NOVEL TECHNOLOGY FOR RENEWABLE RESOURCE UTILIZATION
Location: Renewable Product Technology Research Unit
Title: Soybean oil and methyl oleate adsorption onto a steel surface investigated using a quartz crystal microbalance with dissipation monitoring and atomic force microscopy**1
Submitted to: Meeting Abstract
Publication Type: Abstract Only
Publication Acceptance Date: May 10, 2012
Publication Date: May 10, 2012
Citation: Evans, K.O., Biresaw, G. 2012. Soybean oil and methyl oleate adsorption onto a steel surface investigated using a quartz crystal microbalance with dissipation monitoring and atomic force microscopy**1 [abstract]. Society of Tribologists and Lubrication Engineers. Paper #1245562.
The United States’ 2010 annual production of soybean oil exceeded 8 million metric tons, making a significant vegetable oil surplus available for new uses, particularly as a lubricant. Investigation of soybean oil and methyl oleate adsorption onto steel using a quartz crystal microbalance with dissipation monitoring revealed that both adsorbed as rigid films with nearly the same surface concentration. Further analysis revealed that the films formed with individual molecules tilted toward the surface. Atomic force microscopy also revealed that methyl oleate adsorbed with periodicity of alignment on highly ordered pyrolytic graphite.
More and more recent research has been focused on renewable sources such as vegetable oils as lubricants. This interest is a result of the global environmental concerns about the continued use of petroleum products. Vegetable oils are abundant, biodegradable, and environmentally friendly. Typically liquid at room temperature, vegetable oils have low volatility and a narrow temperature range for viscosity changes. Therefore, vegetable oils can be treated as functional fluids and thus can be studied as lubricant base oils or additives. The amphiphilic properties of triacylglycerides (TAGs), the major component of most vegetable oils, affect the boundary lubrication of vegetable oils. However, understanding the fluid and boundary characteristics of vegetable oils is required to fully understand their tribological properties.
Boundary characteristics of vegetable oils can be better understood by exploring adsorption properties of the oils. Adsorption, occurring mainly through polar groups of vegetable oil, can be monitored using the quartz crystal microbalance with dissipation (QCMD) technique. QCMD measures changes in thin film deposition on an oscillating surface by simultaneously monitoring frequency shifts (delta f) in the resonating surface and changes in the dissipation of the oscillations (delta D). Structural properties may be monitored using atomic force microscopy (AFM). Previously it was shown that the chemical properties of a vegetable oil affected its free energy of adsorption (delta Gads) on steel. These studies, however, did not provide any information about the adsorption behavior of these oils onto the steel surface. Thus, the objective of this work is to use QCMD and AFM to investigate structural and absorption behavior of two previously studied oils, soybean oil and methyl oleate, onto steel.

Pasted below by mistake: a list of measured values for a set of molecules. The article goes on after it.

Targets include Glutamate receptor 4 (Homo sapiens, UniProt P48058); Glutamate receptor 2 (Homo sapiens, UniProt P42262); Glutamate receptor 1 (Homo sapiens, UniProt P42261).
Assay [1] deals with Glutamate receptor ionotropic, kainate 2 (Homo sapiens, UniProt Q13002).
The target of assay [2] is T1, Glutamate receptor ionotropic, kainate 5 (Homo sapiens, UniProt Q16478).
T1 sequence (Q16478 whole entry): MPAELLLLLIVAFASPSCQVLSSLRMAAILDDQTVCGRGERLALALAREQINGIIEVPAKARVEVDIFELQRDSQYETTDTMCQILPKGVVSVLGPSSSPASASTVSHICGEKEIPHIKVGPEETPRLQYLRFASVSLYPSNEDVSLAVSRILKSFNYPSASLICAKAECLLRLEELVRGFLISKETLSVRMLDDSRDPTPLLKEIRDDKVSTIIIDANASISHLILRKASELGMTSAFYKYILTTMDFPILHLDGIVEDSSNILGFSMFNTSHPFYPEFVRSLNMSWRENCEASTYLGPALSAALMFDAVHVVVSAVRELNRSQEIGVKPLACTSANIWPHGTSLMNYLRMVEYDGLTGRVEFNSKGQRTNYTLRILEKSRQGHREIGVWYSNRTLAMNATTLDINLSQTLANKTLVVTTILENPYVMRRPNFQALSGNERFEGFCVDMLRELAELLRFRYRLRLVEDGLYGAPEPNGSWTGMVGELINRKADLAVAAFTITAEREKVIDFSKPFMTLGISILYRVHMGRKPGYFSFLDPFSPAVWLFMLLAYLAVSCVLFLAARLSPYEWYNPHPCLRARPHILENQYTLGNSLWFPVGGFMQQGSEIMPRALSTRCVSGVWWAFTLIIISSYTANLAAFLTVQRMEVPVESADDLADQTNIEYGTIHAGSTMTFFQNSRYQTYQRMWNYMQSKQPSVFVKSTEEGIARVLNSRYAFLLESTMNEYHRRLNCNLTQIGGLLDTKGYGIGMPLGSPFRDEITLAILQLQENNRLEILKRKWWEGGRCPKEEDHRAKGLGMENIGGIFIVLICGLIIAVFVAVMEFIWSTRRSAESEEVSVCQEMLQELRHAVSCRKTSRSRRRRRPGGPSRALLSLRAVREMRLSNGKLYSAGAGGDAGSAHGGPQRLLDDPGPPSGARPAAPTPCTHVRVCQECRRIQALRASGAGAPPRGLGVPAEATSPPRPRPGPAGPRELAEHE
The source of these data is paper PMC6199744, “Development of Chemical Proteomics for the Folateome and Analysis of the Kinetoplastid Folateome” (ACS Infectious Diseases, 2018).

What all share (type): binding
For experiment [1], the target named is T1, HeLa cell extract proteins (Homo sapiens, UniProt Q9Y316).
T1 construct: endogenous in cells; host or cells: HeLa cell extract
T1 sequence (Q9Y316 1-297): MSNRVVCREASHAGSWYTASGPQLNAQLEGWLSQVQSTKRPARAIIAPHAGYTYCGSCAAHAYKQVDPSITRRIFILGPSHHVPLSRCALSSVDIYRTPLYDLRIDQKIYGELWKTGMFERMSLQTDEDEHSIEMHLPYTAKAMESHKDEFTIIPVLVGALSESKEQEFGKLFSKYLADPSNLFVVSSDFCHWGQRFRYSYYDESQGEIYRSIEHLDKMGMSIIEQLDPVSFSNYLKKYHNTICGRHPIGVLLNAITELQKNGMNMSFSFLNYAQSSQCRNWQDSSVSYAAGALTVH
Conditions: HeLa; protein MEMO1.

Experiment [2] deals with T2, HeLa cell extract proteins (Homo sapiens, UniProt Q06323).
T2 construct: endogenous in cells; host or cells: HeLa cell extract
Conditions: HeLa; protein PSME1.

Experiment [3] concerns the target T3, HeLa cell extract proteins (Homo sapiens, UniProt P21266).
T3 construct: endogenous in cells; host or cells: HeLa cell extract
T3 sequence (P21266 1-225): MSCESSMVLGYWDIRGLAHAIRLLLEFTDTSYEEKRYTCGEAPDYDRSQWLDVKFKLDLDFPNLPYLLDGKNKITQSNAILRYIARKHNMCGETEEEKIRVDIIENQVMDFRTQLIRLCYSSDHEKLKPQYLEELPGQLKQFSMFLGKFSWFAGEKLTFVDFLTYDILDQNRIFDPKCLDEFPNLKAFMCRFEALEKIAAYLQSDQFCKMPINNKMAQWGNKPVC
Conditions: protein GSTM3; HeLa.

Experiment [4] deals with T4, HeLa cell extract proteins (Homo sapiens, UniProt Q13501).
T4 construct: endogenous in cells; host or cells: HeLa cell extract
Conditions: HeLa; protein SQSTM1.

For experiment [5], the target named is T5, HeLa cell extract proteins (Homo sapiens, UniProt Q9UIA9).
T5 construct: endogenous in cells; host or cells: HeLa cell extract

RESULTS AND DISCUSSION
Soybean oil over the concentration range of 1 to 200 mM was monitored for adsorption onto stainless steel using QCMD. As figure 1 depict, soybean oil exhibited rapid adsorption in hexadecane. The frequency shifts (delta F) exhibited a large decrease with the introduction of increasing concentration of soybean oil, followed by an increase in frequency with a subsequent rinse with hexadecane. Dissipation shifts exhibited rapid increases with increasing soybean concentrations followed by reduction after rinsing. These frequency and dissipation changes are indicative of increasing bulk viscoelastic properties of the material. After the subsequent rinsing with hexadecane, soybean oil was permanently bound to the steel (as depicted by frequency shifts lower than the pre-injection values). Dissipation values remained well within those taken for adsorbing thin, rigid films (delta D = 1e-6). Methyl oleate exhibited similar behavior.
Rodahl and Kasemo(1996) detailed thin film adsorption to have a linear relationship with frequency shifts assuming that the adsorbed mass is small compared to the crystal, the adsorbed mass is rigidly bound and not slipping, and is distributed evenly over the surface. For soybean oil and methyl oleate above 100 mM, the delta F values after hexadecane rinsing remained constant. This was interpreted as full surface coverage by soybean oil and methyl oleate equal to a maximum adsorbed mass of 130 and 50 ng/cm2, respectively. Further analysis suggests that soybean oil orients with its acyl chains perpendicular to the surface and methyl oleate orients parallel to the surface.
Surface properties of methyl oleate were explored using AFM on highly-ordered pyrolytic graphite (HOPG). Analysis revealed that the flat surface developed a roughness of 0.12nm and peak-to-peak features of approximately 1 nm tall. This was also the characteristic behavior on mica. Comparison with self-assembled monolayers and oils on metal surfaces indicates that soybean oil orients similar to other hydrocarbons. The angle of adsorption (gleaned from thickness analysis) suggest that soybean packs as a disordered liquid. Thickness analysis suggests that methyl oleate orients in a head-to-head/tail-to-tail orientation, similar to the orientation expected for oleic acid on a surface. Further analysis done by comparing dissipation changes versus frequency shifts (which explicitly removes time and emphasizes energy associated with adsorbed mass) showed no slope change. This indicates that structural arrangements of both soybean oil and methyl oleate occurred instantaneously.